WASHINGTON -- President Barack Obama has resorted to "extremism" with stifling, anti-growth policies and continually tries dividing Americans, Indiana Gov. Mitch Daniels said Tuesday in the formal Republican response to the president's State of the Union address.
Eight months after deciding to not pursue his party's presidential nomination, Daniels used his nationally televised speech to lash out at Obama and cast the GOP as compassionate and eager to unchain the country's economic potential.
He took particular aim at Obama's efforts in recent months to raise taxes on the rich and castigate them for not contributing their fair share to the nation's burdens. He and other Republicans were hoping to take the offensive and shift the focus away from Obama's theme of fairness, which includes protecting the middle class and making sure the rich pay an equitable share of taxes.
"No feature of the Obama presidency has been sadder than its constant effort to divide us, to curry favor with some Americans by castigating others," Daniels said, according to excerpts of his remarks released before he and Obama actually spoke. "As in previous moments of national danger, we Americans are all in the same boat."
Obama's address, and Daniels' speech, come at the dawn of a presidential and congressional election year in which the defining issues are the faltering economy and weak job market and the parties' clashing prescriptions for restoring both. Obama and congressional Democrats have focused on the more populist pathway of financing federal initiatives by taxing millionaires, while Republicans preach the virtues of less regulation and smaller government.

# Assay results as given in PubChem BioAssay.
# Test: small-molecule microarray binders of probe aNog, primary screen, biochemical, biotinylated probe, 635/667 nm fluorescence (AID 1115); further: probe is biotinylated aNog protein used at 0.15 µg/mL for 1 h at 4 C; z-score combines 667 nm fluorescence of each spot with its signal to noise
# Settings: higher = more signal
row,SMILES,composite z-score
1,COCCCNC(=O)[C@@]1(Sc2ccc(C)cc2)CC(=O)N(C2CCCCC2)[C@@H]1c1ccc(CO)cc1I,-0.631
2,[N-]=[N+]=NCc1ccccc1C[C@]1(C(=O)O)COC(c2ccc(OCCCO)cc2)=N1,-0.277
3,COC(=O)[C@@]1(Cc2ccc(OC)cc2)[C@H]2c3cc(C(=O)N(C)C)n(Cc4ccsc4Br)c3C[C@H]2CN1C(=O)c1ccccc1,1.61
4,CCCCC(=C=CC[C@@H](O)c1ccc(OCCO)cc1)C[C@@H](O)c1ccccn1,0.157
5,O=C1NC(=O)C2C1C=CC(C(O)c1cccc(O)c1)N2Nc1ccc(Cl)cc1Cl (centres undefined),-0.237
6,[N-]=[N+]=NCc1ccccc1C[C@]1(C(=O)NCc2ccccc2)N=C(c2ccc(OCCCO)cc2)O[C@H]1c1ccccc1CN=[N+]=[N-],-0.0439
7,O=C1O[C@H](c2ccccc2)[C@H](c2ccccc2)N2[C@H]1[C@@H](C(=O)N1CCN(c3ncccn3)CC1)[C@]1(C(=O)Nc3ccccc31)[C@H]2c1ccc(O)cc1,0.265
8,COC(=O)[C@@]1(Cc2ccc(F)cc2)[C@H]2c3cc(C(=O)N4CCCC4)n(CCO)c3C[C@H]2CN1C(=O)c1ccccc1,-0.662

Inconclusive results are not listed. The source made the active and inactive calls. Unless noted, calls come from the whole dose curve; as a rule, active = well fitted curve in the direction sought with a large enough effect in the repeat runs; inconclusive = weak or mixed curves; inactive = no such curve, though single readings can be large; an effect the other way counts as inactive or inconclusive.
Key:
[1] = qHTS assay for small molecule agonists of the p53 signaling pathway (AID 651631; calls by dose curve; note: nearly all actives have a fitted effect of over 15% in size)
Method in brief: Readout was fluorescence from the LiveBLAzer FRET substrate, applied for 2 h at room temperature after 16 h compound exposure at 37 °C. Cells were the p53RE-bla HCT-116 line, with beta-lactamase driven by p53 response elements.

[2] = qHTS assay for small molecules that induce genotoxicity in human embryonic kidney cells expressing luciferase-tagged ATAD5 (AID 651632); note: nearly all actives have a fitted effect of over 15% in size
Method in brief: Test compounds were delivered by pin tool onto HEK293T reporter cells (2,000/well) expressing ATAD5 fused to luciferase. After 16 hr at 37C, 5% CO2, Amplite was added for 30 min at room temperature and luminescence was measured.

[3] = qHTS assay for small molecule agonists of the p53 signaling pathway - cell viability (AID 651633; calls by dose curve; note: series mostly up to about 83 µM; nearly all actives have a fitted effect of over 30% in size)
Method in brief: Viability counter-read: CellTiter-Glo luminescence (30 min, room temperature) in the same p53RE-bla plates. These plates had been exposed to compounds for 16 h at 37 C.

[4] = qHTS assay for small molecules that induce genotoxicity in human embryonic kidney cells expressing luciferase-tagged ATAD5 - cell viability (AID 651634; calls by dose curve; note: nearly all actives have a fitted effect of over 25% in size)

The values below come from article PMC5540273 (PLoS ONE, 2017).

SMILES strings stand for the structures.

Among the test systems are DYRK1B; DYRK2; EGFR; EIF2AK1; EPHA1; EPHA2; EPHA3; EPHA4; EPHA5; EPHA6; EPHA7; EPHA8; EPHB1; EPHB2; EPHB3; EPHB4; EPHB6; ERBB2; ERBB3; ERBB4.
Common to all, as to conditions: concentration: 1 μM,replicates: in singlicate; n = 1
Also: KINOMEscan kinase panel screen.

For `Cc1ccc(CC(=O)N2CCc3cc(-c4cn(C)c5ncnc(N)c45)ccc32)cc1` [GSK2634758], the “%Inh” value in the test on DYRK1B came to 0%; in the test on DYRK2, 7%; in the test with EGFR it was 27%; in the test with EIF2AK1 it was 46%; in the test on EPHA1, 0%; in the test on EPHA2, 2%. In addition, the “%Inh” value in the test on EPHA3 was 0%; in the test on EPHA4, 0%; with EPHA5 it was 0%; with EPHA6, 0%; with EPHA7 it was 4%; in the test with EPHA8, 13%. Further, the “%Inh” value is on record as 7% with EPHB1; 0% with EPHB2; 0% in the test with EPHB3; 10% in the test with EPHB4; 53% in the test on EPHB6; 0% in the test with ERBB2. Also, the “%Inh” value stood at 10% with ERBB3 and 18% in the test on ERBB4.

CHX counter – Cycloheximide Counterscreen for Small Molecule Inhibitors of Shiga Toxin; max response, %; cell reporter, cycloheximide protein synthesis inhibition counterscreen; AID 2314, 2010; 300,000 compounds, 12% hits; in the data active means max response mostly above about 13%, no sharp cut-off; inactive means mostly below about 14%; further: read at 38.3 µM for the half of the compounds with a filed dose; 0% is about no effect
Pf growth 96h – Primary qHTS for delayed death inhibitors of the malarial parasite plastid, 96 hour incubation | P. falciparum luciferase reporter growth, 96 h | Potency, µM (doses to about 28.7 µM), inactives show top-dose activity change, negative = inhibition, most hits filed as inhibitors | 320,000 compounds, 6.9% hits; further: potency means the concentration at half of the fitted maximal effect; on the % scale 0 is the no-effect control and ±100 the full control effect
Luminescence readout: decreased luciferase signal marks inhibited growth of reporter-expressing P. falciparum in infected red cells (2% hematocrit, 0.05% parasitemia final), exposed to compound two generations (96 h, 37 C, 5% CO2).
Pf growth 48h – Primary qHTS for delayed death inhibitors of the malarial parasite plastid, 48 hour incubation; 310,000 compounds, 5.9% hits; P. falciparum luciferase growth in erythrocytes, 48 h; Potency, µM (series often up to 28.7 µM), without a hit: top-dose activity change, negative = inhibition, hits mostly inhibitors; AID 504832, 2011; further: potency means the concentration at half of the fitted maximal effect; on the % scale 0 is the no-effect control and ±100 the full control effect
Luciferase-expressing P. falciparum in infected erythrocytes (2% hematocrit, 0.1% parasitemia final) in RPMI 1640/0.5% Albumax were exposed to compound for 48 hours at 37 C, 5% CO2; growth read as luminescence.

Obama was ready to describe his vision of attaining "an economy built to last," along with his emphasis on fairness.
Led by Daniels, Republicans were firing back that it is their party, not Obama's, that understands the best way to trigger economic growth is to get the government out of the way.
"The extremism that stifles the development of homegrown energy, or cancels a perfectly sane pipeline that would employ tens of thousands, or jacks up consumer utility bills for no improvement in either human health or world temperature, is a pro-poverty policy," Daniels said.
Obama has halted, for now, work on the proposed Keystone XL oil pipeline from western Canada to Texas' Gulf Coast. Republicans say the project would create thousands of jobs, a claim opponents say is overstated. The administration has also pursued policies aimed at reducing pollution and global warming.
Daniels said Republicans prefer "a passionate pro-growth approach that breaks all ties and calls all close ones in favor of private sector jobs that restore opportunity for all and generate the public revenues to pay our bills."
In a riff on Obama's own theme, Daniels said: "As Republicans our first concern is for those waiting tonight to begin or resume climb up life's ladder. We do not accept that ours will ever be a nation of haves and have nots. We must always be a nation of haves and soon-to-haves."
Even before Obama spoke, Republicans in the Capitol and on the campaign trail accused Obama of three years of higher spending, bigger government and tax increases that have left the economy stuck in a ditch.
"This election is going to be a referendum on the president's economic policies," which have worsened the economy, said House Speaker John Boehner, R-Ohio. "The politics of envy, the politics of dividing our country is not what America is all about."